This pooling concept was in great part due to the nature of the public broadcast television channel ARD which is jointly operated by all of Germany's public Landesrundfunkanstalten: Originally developed as radio stations, each 'Anstalt' produces its own radio channels, but cooperates on national programs such as the newscasts that are broadcast throughout all channels as a common block. With the advent of television, this was expanded further in that there was only one national channel jointly operated by all Anstalten with a regional block as well as a common programming. But unlike for instance in the USA with its Network affiliate system no single corporation would produce all common programming. Instead the different member stations would each contribute a number of programs to the common block to be shown by all other stations. As a result of this each of the member stations already had the capacity and experience to produce TV-programs, even feature films on their own although no Anstalt had the means and capacity to produce a complete series. Jointly producing one crime series with episodes contributed by each member station was thus a logical step.

Apart from the unique joint-pooling system, the series is also characterised by the relative length of an episode (90 minutes) which allows for more in-dept and psychological fleshing out of the characters. Although almost all episodes feature the investigation of an homicide, it is never just a simple case of whodunit. Often the time available allows for the crime to be shown in all its aspects with equal attention focused on the perpetrators and the victims as on the inspectors. On several occasions the actual police work is just a side note in the story as the main plot is the way one of the persons involved deals with the crime and its aftermath.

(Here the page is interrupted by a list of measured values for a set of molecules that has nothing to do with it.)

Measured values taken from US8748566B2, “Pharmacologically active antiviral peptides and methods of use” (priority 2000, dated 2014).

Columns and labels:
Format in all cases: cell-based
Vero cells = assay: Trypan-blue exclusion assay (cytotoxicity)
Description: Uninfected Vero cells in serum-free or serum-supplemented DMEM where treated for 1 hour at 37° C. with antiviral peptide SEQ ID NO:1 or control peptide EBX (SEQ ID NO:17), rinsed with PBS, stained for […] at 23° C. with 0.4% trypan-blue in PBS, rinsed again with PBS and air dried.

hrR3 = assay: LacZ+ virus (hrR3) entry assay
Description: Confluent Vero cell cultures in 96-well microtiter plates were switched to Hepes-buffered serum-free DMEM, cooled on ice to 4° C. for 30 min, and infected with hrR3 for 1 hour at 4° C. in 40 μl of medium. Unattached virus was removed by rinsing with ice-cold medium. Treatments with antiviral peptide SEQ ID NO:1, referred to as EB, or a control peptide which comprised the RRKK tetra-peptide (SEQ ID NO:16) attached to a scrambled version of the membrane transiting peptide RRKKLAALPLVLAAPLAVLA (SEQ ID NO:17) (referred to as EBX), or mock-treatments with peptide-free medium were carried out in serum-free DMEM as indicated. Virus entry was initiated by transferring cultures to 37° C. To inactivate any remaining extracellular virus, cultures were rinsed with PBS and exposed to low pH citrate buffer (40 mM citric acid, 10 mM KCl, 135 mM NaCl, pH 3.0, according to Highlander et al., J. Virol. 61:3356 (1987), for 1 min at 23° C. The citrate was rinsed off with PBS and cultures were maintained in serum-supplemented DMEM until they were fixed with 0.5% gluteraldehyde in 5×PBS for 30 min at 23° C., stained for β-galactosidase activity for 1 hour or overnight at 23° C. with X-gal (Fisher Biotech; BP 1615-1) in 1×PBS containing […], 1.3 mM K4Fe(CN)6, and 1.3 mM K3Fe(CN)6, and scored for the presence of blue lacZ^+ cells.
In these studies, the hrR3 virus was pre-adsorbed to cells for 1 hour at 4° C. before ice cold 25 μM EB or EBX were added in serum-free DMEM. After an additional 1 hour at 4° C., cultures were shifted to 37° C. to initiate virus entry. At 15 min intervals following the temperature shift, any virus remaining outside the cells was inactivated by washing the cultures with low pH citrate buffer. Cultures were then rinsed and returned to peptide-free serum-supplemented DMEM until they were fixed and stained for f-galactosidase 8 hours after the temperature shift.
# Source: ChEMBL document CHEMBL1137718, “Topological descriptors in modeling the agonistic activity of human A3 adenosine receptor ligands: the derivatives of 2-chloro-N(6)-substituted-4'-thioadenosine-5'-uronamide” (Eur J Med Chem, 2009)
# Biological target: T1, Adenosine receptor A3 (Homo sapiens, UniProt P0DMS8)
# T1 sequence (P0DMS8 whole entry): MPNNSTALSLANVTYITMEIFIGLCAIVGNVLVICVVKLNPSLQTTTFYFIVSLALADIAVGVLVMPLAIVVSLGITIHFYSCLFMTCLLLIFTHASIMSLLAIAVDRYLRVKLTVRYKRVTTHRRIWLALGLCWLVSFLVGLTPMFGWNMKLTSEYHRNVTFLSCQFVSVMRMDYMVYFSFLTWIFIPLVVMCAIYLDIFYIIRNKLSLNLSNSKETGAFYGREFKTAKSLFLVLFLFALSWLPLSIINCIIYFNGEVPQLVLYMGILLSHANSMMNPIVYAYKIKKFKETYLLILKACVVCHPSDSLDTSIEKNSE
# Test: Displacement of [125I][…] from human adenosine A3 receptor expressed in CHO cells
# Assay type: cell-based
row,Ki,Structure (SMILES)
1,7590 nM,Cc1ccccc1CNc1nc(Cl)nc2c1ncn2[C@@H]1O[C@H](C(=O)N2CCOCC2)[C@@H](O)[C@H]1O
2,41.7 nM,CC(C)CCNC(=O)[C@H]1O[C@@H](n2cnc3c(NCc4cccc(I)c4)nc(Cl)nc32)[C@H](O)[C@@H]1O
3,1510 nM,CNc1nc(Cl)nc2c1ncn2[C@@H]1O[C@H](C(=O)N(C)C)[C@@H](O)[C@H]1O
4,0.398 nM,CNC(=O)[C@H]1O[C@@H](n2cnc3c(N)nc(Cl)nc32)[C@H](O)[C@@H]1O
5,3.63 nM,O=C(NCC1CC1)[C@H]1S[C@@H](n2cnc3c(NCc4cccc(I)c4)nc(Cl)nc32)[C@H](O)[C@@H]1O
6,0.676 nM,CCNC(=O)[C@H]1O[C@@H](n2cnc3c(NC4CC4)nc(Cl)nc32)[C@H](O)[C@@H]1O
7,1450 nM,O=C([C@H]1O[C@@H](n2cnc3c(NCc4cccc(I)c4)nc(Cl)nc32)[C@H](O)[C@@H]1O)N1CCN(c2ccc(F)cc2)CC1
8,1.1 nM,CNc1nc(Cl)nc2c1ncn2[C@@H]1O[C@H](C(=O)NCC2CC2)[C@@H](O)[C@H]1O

With the national broadcasting corporations of Austria and Switzerland joining in, the episodes of Tatort are set in various cities of Germany, Vienna and Lucerne. Originally each of the participating member stations limited their episodes to one team of investigators in one city, for ease of production this was mostly the city the broadcast station was in, but over the years some stations broadcasting over a large area have Tatorts playing in several cities. Notably the WDR has three teams of investigators playing respectively in Cologne, Münster and Dortmund. Episodes are either produced by the station's own production facilities or are filmed and often also written by outside production houses on behalf of the station. This sometimes leads to situations where for instance a Tatort playing in Thuringia is actually produced in Bavaria with only a handful of scenes shot 'on location' in the town the story is supposed to play in.

A similar concept of independently filming and then pooling episodes was used from 1988 to 1992 in the series Eurocops jointly produced by several national European TV stations.


Gunther Witte, dramaturge and TV boss at WDR (West German Broadcasting Cologne), developed the series against initial resistance. Witte and his successors have ensured that one or two detectives are at the center of every story, and the cases are shown from their perspective; they are usually members of a team, and their lives are also included.

The first Tatort radio drama was broadcast in January 2008.

In 2012, more than 100,000 people participated in the first and only online game linked to the SWR Tatort production, "Der Wald steht schwarz und schweiget".

In January 2014, Tatort received the 50th Grimme Award from the Deutscher Volkshochschul-Verband.


The show is still aired on Sundays at 8:15 p.m. in Germany and Austria and 8:05 p.m. in Switzerland. About 30 episodes are made each year. By March 2016, 978 episodes had been produced, plus 13 made in Austria and shown only there. Episode nr. 1000 was broadcast on Sunday 13 November 2016.